|Photo: Damien Richard / Shutterstock|
The study by Juliana Damasceno and Gelson Genaro (University of São Paolo) took place at a captive cat colony in São Paolo, Brazil. The 35 cats that participated in the study had all lived as a captive colony for four years, in a caged outside enclosure. One of the experimenters was already very familiar to the cats since she had spent some years helping to take care of them.
Previous work has shown that food can be used as enrichment for cats, but there are individual differences in how cats interact with such items. One of the aims of this study was to look at those differences, and see if changes to the enrichment program would lead to more cats interacting with the items.
The enrichment item chosen for the study was sirloin. It was suspended on a wire so that it was off the ground but the cats could still reach it. It was provided for two-hour periods at different times of day to see if the cats had preferred times of day to investigate it. The scientists also looked at differences between having one and three suspended pieces of sirloin.
26 cats spent time interacting with the sirloin, while the other 9 did not. Cats interacted with it more in the mornings compared to afternoons. Cats tend to be more active in the mornings, and less active (or sleeping) during the afternoons, so this is as expected.
More cats interacted when there were three separate sirloin stations, compared to just one. This is not surprising since having more items meant that more than one cat could interact with an item at once.
It turned out that certain cats tended to monopolize the sirloin. It seems unlikely the other cats did not like sirloin, although it is possible. However it could be that they were not able to gain access when other cats were there. So the scientists tried another version of the experiment, and took away the eight cats that interacted with it the most. They found this meant other cats, that had not previously interacted, began to do so. This shows they were interested in the food, just not able to get access before.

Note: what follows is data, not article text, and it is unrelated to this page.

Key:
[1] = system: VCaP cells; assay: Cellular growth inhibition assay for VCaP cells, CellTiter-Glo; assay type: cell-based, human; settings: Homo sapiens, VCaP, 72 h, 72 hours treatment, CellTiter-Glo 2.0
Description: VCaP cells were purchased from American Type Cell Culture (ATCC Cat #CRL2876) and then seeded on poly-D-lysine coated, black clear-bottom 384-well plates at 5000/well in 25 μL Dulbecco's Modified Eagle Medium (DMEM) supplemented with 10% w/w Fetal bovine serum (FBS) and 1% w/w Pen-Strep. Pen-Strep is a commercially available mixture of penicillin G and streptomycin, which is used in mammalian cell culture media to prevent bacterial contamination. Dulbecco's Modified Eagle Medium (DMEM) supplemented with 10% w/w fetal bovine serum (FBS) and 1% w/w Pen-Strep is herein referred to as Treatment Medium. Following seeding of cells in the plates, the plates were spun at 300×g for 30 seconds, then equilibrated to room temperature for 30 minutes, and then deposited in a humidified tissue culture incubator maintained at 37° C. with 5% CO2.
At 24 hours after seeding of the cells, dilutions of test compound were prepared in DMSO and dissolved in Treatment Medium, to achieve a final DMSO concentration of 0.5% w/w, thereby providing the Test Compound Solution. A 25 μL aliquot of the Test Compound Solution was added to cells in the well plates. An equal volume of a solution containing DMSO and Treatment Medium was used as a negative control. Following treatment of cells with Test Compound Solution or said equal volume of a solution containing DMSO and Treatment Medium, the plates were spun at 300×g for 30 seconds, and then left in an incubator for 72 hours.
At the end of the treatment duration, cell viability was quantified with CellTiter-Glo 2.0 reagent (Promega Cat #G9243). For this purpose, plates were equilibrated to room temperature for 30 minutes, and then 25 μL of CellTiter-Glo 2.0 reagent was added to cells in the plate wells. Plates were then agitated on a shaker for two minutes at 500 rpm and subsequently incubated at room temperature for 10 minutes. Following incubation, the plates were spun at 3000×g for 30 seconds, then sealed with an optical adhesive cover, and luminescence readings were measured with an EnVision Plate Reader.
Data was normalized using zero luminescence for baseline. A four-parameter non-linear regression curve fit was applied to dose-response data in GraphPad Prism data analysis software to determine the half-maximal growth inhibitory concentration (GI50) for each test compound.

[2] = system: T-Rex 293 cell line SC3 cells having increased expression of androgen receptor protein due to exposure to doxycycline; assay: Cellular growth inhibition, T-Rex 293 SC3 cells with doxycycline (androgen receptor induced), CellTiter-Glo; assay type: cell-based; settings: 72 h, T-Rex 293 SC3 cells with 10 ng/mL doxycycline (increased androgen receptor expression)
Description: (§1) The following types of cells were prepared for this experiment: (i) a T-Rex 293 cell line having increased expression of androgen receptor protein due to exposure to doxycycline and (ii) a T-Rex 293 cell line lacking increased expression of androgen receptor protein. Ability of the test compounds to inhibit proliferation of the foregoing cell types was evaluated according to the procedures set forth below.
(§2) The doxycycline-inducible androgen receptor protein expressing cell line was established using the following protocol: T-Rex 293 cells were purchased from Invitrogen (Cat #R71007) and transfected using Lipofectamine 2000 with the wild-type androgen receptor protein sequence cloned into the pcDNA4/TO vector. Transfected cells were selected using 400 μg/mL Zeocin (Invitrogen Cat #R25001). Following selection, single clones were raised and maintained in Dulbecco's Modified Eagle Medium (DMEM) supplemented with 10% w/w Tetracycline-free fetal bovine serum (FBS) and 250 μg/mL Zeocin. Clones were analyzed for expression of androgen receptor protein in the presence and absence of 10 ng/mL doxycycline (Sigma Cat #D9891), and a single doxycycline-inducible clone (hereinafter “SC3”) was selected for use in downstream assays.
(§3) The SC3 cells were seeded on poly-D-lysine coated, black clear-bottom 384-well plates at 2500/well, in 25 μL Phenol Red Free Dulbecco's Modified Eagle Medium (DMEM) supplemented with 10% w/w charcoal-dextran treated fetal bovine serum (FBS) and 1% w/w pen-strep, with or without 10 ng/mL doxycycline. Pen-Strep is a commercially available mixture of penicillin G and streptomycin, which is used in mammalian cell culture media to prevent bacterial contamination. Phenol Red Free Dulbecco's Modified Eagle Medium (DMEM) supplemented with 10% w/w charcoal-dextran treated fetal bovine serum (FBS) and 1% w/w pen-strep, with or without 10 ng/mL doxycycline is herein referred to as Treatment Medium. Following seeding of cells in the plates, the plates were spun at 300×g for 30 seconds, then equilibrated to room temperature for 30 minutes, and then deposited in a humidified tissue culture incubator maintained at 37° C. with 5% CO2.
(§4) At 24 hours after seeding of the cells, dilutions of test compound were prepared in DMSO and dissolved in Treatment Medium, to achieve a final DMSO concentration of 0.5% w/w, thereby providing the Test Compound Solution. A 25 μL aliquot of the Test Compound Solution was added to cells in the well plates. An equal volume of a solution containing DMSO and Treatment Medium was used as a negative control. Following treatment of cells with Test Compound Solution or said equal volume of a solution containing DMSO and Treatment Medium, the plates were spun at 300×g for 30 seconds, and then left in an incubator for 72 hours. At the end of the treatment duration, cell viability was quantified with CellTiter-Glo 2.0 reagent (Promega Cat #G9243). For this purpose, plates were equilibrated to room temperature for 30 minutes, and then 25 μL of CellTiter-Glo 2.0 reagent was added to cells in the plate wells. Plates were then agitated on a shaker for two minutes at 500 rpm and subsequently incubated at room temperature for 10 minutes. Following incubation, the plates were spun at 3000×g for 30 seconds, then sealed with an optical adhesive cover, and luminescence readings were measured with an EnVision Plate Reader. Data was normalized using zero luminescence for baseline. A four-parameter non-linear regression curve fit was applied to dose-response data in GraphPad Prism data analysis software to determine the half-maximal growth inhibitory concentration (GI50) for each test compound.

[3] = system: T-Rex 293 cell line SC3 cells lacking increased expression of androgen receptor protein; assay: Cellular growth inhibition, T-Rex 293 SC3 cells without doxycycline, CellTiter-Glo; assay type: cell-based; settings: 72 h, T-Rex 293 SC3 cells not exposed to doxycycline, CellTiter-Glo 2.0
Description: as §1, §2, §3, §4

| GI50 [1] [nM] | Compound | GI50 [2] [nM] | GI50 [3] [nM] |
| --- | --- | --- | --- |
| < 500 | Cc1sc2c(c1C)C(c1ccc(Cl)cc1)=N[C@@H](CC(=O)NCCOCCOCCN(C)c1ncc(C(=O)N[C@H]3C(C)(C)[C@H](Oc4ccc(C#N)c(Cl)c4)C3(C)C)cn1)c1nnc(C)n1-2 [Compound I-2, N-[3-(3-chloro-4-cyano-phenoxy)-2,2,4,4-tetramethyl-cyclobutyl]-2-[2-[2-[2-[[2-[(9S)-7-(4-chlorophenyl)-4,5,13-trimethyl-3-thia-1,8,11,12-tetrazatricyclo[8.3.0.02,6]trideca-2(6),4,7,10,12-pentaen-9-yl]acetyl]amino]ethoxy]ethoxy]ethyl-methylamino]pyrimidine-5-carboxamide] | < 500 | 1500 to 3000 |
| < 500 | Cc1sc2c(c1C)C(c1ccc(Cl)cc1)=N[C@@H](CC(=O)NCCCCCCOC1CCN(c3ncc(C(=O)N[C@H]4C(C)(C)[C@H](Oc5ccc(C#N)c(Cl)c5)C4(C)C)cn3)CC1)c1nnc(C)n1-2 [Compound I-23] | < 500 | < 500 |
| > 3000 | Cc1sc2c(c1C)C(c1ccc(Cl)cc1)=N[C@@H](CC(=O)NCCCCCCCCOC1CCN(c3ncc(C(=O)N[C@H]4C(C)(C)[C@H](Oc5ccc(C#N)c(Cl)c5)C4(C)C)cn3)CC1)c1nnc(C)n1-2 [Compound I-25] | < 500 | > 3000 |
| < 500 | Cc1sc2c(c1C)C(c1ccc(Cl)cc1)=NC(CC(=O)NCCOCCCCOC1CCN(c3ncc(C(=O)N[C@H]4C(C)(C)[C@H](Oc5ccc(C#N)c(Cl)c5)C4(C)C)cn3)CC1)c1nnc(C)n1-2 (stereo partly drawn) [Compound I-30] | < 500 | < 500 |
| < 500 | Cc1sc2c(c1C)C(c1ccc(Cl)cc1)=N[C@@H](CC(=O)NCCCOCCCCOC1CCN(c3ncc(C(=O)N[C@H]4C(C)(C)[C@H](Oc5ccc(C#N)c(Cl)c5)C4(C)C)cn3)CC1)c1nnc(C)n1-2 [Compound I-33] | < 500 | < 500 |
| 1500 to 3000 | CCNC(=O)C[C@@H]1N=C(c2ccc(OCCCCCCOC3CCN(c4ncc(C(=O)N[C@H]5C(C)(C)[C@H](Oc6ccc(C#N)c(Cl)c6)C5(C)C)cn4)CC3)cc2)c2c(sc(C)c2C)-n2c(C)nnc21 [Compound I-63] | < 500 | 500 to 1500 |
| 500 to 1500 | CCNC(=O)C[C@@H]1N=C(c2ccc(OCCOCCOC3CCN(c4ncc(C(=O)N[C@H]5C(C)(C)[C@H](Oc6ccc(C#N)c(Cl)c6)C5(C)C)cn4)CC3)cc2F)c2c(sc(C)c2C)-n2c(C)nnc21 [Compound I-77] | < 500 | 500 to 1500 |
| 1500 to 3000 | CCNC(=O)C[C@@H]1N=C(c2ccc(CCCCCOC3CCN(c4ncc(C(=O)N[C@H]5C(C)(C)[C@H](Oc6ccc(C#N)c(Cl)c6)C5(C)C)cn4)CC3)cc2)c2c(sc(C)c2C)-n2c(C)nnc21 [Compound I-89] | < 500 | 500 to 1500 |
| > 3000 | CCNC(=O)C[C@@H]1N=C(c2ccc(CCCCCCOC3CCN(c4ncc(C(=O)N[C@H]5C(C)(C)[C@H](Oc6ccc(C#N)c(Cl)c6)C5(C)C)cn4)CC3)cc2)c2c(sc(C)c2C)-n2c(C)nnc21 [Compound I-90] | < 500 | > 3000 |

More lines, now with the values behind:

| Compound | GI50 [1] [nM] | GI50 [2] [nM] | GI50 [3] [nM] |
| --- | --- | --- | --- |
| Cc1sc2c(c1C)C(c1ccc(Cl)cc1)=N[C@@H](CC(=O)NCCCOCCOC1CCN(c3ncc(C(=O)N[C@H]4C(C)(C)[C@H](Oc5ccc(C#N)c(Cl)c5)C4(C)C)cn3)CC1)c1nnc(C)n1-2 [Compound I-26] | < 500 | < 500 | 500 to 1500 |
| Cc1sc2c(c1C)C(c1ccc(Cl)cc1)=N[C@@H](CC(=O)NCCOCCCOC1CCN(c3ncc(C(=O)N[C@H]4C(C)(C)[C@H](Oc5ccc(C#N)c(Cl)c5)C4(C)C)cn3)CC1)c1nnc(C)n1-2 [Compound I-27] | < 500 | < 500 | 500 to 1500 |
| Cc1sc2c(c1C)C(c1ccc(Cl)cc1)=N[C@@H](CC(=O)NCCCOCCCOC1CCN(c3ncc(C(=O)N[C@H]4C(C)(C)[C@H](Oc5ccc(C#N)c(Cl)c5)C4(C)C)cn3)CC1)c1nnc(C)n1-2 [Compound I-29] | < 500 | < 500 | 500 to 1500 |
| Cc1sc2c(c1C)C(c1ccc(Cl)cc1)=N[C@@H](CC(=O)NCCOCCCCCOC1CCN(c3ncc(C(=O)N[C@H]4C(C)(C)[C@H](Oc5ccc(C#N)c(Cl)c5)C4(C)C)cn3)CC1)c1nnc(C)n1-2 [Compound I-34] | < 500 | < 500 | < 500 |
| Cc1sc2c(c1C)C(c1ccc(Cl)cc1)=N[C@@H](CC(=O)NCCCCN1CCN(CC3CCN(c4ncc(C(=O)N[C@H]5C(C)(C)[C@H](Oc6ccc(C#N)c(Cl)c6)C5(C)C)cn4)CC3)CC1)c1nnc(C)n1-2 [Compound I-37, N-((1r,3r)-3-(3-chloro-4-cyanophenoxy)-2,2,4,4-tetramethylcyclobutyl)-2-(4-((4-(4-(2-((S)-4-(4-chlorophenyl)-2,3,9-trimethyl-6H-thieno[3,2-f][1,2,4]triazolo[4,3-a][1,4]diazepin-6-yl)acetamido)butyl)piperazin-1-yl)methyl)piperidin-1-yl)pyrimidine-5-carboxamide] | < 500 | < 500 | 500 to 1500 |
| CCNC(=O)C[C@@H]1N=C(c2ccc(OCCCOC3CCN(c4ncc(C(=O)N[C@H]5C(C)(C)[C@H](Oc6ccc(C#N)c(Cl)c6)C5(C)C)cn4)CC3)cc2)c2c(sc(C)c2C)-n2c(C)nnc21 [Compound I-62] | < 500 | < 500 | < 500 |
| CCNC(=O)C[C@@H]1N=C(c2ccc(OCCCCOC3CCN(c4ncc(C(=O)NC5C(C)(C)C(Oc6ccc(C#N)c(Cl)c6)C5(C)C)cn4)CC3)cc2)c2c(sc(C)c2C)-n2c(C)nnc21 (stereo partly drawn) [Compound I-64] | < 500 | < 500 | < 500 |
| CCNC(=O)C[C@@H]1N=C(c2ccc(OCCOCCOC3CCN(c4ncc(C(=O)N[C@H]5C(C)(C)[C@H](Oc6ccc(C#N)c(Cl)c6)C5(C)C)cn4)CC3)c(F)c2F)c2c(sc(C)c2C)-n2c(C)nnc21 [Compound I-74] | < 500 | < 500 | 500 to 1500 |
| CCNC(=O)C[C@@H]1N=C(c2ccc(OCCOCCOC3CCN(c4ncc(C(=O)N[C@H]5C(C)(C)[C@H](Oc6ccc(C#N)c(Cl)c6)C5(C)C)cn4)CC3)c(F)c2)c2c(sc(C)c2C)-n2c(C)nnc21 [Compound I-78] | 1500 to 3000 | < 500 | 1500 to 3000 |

Nobody expects the average cat owner to suspend meat from the ceiling for the benefit of their feline, but there are take-aways for pet owners. One is simply that food can be used as an enrichment item. Most people feed their cats at set times each day, which means the cat does not have to do anything to get food. There are many puzzle toys on the market, and it is also easy to make your own simple activities for cats. For example, putting wet food in cupcake holders and hiding it in the house for your cat to find, or constructing puzzles from used cardboard tubes in which you can hide treats.
The other message from this study is to make sure there are multiple enrichment items in multiple-cat households. The same would apply to shelter situations, in which cats are often housed in groups.
The American Association of Feline Practitioners and the International Society for Feline Medicine (Ellis et al 2013) have some wonderful ideas about how to satisfy a cat’s environmental needs, available in full online here, with a nice client handout. Like Damasceno and Genaro (2014), they say it is important to have multiple locations for resources in households with multiple cats, and to think carefully about their placement. They say, “Providing multiple environmental resources that are out of view of other resource locations allows cats easy access and gives them a sense of control. Environmental resources include food, water, toileting areas (litterboxes or trays), rest and sleep areas, and elevated areas (perches).”
What do you do to enrich your cat’s environment?
Damasceno, J. and Genaro, G. (2014) Dynamics of the access of captive domestic cats to a feed environmental enrichment item. Applied Animal Behaviour Science, 151, 67-74.
Ellis, S.L.H., Rodan, I., Carney, H.C., Heath, S., Rochlitz, I., Shearburn, L.D., Sundahl, E. & Westropp, J.L. (2013) AAFP and ISFM Feline Environmental Needs Guidelines. Journal of Feline Medicine and Surgery, 15:219-230.